(CBS NEWS) – Secretary of State John Kerry on Wednesday defended the United States’ decision to abstain on a United Nations Security Council vote condemning Israeli settlement activity, saying the U.S. could not “allow a viable two-state solution to be destroyed before our eyes.”
“This is a time to stand up for what is right,” Kerry said, speaking at the State Department. “We have long known what two states living side by side in peace and security looks like. We should not be afraid to say so.”
The speech, which lasted more than an hour, was one of Kerry’s final addresses as secretary of state — and came amid heightened tensions between the U.S. and Israel.
Kerry said a two-state solution in the Israeli-Palestinian conflict is “in jeopardy” but still possible, noting that “there is still a way forward if the responsible parties are willing to act.”
Netanyahu denounced Kerry’s speech Wednesday from his office in Jerusalem, calling it “a great disappointment.”
“It concerns itself obsessively with settlements instead of focusing on the root — the Palestinians’ continuing refusal to recognize a Jewish state in any borders,” he said.
The U.S. vote has received blistering criticism from Israeli officials, including Prime Minister Benjamin Netanyahu, for its refusal to block the U.N. resolution last week. President Obama and his administration have also been roundly criticized for the move by many U.S. elected officials, both Republicans and Democrats.
President-elect Donald Trump has been vocal in his disagreement with the abstention, saying things will change when he’s inaugurated in January. Netanyahu responded to Mr. Trump on Twitter, thanking him for his “clear-cut support for Israel.”
“[Israel] used to have a great friend in the U.S. but not anymore,” Mr. Trump tweeted Wednesday morning. “The beginning of the end was the horrible Iran deal and now this (U.N.)!”
Kerry defended the Obama administration against claims that it has deserted Israel, saying the U.S. has consistently made clear that it supports the country.
“No American administration has done more for Israel’s security than Barack Obama’s,” Kerry said. “…Time and again we have demonstrated that we have Israel’s back.”
He added that “virtually every country in the world” besides Israel opposes the settlements, including many countries counted among Israel’s friends. Close ties between two countries require “mutual respect,” and the ability to disagree on policies, he said.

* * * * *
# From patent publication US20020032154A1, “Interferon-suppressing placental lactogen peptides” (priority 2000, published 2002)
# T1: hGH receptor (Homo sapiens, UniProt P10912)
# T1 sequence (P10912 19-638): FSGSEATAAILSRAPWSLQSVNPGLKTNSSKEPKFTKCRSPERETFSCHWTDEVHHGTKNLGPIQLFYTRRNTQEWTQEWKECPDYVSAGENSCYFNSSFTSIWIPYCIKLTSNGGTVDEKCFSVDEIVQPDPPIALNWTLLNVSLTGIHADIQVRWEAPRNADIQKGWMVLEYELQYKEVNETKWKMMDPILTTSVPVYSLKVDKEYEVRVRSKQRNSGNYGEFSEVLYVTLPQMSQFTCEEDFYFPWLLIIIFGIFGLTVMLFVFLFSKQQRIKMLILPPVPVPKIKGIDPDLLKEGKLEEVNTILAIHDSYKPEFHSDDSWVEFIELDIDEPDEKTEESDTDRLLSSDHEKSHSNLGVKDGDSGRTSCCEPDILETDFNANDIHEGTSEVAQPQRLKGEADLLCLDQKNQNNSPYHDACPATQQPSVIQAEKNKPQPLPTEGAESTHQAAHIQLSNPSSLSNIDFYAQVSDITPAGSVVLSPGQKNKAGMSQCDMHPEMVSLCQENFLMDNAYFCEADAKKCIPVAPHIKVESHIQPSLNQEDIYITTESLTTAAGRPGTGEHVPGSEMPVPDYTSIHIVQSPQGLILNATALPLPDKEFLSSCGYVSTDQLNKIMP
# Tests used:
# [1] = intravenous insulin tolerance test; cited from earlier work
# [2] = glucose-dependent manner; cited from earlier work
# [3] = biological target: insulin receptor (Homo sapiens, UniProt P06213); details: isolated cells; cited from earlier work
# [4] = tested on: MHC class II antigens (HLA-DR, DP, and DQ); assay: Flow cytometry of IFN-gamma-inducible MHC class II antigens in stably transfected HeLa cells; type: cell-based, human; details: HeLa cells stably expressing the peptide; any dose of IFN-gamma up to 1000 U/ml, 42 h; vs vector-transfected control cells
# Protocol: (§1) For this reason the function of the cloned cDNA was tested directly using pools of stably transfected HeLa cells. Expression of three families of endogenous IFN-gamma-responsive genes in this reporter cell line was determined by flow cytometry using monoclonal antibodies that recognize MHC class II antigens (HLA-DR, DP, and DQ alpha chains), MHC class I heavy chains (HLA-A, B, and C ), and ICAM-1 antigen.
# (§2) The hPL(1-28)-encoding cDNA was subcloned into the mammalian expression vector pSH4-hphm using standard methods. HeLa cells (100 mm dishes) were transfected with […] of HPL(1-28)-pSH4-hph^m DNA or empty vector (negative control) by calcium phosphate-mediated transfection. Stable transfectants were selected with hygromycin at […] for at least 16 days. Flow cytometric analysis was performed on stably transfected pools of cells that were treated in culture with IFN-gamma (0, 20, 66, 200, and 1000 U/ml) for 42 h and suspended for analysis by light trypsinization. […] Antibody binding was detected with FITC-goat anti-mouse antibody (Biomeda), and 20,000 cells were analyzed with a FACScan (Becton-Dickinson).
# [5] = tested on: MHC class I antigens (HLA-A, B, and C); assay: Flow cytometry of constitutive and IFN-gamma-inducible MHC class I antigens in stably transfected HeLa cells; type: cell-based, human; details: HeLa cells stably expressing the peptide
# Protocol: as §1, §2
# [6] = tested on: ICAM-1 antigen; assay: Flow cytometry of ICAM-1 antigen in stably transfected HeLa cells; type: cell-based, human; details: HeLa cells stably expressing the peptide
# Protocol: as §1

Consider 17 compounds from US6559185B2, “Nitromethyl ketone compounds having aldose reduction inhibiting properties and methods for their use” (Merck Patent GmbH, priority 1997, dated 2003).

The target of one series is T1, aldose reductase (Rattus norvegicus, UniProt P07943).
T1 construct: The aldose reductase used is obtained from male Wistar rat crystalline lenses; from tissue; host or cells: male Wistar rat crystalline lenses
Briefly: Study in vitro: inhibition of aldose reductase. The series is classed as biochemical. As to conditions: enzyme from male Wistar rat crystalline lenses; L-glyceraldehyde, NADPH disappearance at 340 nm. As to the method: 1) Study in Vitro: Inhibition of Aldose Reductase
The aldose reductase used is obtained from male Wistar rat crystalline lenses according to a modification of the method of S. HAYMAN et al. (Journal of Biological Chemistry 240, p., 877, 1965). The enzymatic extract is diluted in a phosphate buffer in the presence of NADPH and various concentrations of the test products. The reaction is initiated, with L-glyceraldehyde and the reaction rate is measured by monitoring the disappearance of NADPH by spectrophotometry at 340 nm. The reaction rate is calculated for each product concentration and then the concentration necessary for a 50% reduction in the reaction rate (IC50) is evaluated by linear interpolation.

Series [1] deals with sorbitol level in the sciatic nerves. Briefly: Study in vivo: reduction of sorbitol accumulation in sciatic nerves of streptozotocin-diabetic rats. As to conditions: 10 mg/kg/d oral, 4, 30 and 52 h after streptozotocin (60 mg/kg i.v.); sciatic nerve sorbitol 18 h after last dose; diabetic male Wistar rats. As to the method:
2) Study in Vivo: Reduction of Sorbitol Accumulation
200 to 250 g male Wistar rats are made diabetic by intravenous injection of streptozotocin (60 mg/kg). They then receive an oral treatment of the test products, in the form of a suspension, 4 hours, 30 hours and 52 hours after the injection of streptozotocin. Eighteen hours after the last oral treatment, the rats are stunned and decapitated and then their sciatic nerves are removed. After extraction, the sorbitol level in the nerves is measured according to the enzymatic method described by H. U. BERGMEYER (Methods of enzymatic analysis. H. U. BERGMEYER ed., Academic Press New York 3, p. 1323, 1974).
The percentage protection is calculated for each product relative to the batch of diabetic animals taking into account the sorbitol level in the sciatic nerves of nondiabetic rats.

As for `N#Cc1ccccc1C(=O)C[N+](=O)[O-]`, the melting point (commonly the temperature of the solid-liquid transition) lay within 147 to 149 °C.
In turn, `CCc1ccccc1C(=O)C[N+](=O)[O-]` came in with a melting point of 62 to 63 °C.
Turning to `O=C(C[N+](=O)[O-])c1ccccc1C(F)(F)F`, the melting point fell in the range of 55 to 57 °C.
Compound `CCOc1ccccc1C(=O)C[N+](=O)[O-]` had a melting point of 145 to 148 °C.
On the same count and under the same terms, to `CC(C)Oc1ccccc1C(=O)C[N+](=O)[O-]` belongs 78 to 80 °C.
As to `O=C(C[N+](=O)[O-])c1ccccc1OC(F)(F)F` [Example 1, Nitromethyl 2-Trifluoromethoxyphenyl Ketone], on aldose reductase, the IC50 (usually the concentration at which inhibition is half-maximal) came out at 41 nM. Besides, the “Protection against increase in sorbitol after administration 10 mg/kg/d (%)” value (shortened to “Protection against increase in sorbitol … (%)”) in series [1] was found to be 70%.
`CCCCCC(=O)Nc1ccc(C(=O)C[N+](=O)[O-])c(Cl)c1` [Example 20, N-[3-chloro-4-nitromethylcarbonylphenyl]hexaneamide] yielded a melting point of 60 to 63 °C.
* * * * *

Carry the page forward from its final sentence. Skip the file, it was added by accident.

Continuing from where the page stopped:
“Regrettably some seem to believe that the U.S.’ friendship means the U.S. must accept any policy, regardless of our own interests … even after urging again and again that the policies change,” he said. “Friends need to tell each other the hard truths, and friendships require mutual respect.”
He also said the U.S. wasn’t responsible for the vote, despite Israeli suggestions to the contrary.
“The United States did not draft or originate this resolution, nor did we put it forward,” he said.
Kerry’s defense of U.S. policy toward Israel also included sharp criticism of Netanyahu, whose government Kerry argued is “the most right-wing in Israeli history.”
If Israel pursues a one-state policy, Kerry added, it will have to choose between its identity as a Jewish state and its democracy.
“If the choice is one state, Israel can either be Jewish or democratic,” he said. “It cannot be both.”
Kerry also said it’s the fault of both sides of the issue for playing on fear and stereotypes that only further exacerbate tensions.
“After decades of conflict, many no longer see the other side as people — only as threats and enemies,” he said. “Both sides continue to push a narrative that plays to people’s fears and reinforces the worst stereotypes, rather than working to change perceptions and build up belief in the possibility of peace.”